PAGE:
Landlords are Threatening Cash-Strapped Albertans with Evictions in the Middle of the Coronavirus Pandemic
Some landlords show little sympathy despite massive job losses at the hands of crashing oil prices and the coronavirus pandemic
After facing crashing oil prices and a deadly pandemic, many recently unemployed Albertans are now dealing with new challenge: landlords.
Though nearly half of Canadian renters have less than a month’s worth of savings on hand, Alberta’s provincial government has been one of only a few in Canada that has not introduced policies to protect renters and ban evictions.
During a press conference Monday, Premier Jason Kenney even appeared to belittle the issu when he suggested many renters facing eviction are actually “engaged in criminal activity or vandalism or operating grow-ops.”
Over the last week, PressProgress heard from dozens of Albertans struggling to make rent during the pandemic, many of whom say they are now dealing with unreasonable landlords or facing evictions.
Ken, a truck driver in Spruce Grove, said his roommate of four years recently lost their job at an Edmonton nightclub and now his rent has suddenly doubled.
“I don’t know what to do,” Ken told PressProgress. “The whole economy is in the tank.”
Ken said his landlord, who owns the house, is now threatening to evict them if he doesn’t find a way to pay her $1,800 over the next few month.
“I can’t afford that alone,” Ken said. “I told her my pay periods going to be on the late side and gave them plenty of time.”
“She said i don’t care, you still have to pay your rent. She said it’s not my problem.”
In Fort Saskatchewan, a mother of two young children said she is facing pressure from a landlord who wants her to find $3,000 in the middle of a pandemic.
“Its been stressing me out,” Patricia told PressProgress. “I have bad credit because I was foolish when I was younger and it’s still affecting me.”
Patricia supplied a copy of an e-mail showing a collections agent for Woodsmere Holdings demanded payment on $3,119.65 in rent money on March 16, one day after the province shut down schools and daycares.
“The choice you made to breach the tenancy agreement between yourself and Woodsmere Holdings has put your tenancy at risk,” the e-mail states. “It is the landlord’s right to be paid on time.”
“Are you vacating or going to pay your rent in full today?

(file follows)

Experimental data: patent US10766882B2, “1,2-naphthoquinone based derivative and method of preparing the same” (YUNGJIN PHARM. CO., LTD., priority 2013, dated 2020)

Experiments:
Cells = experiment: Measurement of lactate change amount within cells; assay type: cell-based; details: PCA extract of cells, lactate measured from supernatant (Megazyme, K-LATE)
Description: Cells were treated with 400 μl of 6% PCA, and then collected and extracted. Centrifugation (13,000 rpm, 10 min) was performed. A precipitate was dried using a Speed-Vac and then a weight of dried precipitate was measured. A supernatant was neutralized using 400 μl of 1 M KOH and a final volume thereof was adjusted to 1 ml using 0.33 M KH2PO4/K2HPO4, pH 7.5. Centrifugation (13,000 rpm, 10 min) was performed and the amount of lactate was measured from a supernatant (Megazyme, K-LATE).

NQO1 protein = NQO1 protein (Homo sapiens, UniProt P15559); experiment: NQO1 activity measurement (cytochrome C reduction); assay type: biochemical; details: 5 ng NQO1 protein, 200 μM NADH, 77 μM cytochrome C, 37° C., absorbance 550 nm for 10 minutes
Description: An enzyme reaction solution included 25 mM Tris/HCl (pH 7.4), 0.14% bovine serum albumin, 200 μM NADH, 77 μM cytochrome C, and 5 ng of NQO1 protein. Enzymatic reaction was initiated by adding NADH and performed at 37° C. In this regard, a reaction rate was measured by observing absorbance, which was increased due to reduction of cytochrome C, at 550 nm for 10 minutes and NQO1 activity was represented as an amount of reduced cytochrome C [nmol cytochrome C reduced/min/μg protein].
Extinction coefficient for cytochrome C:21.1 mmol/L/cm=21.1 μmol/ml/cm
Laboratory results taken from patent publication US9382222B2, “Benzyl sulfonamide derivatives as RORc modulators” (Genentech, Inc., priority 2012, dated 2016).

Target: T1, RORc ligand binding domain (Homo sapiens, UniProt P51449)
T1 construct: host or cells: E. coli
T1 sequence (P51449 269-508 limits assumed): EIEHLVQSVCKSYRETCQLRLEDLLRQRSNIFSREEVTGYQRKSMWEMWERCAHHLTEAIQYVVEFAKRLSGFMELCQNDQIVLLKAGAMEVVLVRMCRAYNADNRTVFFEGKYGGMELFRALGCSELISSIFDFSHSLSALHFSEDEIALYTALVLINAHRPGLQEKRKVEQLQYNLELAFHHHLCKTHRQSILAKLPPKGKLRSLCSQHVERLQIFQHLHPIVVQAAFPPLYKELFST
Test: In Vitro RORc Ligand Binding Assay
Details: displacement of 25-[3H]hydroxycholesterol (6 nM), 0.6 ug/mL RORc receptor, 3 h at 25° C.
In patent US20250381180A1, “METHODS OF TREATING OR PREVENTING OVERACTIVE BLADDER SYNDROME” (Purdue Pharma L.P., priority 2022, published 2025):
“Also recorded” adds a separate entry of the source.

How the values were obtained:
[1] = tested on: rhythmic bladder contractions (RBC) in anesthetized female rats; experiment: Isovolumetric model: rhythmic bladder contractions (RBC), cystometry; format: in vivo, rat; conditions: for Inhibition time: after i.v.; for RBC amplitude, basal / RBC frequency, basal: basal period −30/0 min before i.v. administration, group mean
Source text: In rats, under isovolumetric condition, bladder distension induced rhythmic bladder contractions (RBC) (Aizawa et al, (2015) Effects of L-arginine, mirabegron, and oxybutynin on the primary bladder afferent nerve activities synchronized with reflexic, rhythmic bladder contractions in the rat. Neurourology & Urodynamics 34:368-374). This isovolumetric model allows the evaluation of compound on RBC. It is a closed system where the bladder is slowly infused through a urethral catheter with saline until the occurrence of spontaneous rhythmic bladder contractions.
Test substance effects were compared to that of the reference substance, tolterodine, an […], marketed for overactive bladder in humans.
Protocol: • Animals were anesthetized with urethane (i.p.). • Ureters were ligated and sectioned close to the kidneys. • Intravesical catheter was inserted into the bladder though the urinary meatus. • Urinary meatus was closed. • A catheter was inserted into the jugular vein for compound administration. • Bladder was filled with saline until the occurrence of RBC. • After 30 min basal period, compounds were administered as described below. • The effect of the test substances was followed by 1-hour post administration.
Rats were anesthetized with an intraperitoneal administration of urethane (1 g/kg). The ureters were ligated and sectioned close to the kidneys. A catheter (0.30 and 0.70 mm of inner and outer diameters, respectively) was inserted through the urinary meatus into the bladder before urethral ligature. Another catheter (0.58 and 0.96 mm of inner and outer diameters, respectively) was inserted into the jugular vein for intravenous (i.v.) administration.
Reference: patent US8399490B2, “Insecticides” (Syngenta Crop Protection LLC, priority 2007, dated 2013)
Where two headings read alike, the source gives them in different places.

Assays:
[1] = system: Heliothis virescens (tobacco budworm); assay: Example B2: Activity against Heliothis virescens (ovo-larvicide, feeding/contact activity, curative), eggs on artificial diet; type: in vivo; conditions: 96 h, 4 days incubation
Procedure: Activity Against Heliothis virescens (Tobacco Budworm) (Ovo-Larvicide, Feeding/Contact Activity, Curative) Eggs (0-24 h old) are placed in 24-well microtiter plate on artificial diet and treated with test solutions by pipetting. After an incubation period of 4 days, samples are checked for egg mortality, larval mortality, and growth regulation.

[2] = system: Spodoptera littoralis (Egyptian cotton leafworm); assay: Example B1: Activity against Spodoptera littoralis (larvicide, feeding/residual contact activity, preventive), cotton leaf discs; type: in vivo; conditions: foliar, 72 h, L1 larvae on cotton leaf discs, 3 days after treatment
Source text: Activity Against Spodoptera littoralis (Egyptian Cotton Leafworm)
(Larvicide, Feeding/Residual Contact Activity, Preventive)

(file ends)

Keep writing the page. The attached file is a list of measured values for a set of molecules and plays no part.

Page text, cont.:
“I have two little girls i have to think of,” Patricia said. “It’s hard to find another place in that short time with everything going on, and with social isolating.”
Jennifer Bell, Woodsmere Holdings’ regional manager for Alberta, told PressProgress the company couldn’t comment on the specifics of Patricia’s situation citing privacy, but said they are “hoping to resolve this in a way that satisfies everybody.”
“We’re certainly not out to remove anybody,” the Woodsmere Holdings spokesperson said. “We’re working with people case-by-case.”
Bell said the company does not have a specific policy relating to evictions during the coronavirus pandemic.
Joe, a laid off casino worker from Edmonton, said he just received his 14 days notice even though he’s never once missed rent since he started living in his apartment.
After his casino shut down on March 17, Joe said he got in touch with his building manager to explain his situation. When the company that owns his building refused to assist him, he says he swore at a company representative and was served with an eviction notice.
“I’ve been real stressed,” Joe explained, adding he offered a “heartfelt apology and explanation of where I’m coming from.”
“They just told me ‘we do have the power to change the locks, we can still force you out’,” Joe said. ” I said ‘you’re hitting me with 14 days notice?’ I’m high risk and I can’t be out during isolation.”
“I’m still not sure if I’m welcome to stay past the eviction date of April 3, 2020.”
Broadstreet Properties, a large property management firm that operates rental properties across western Canada, told PressProgress it had “no comment.”
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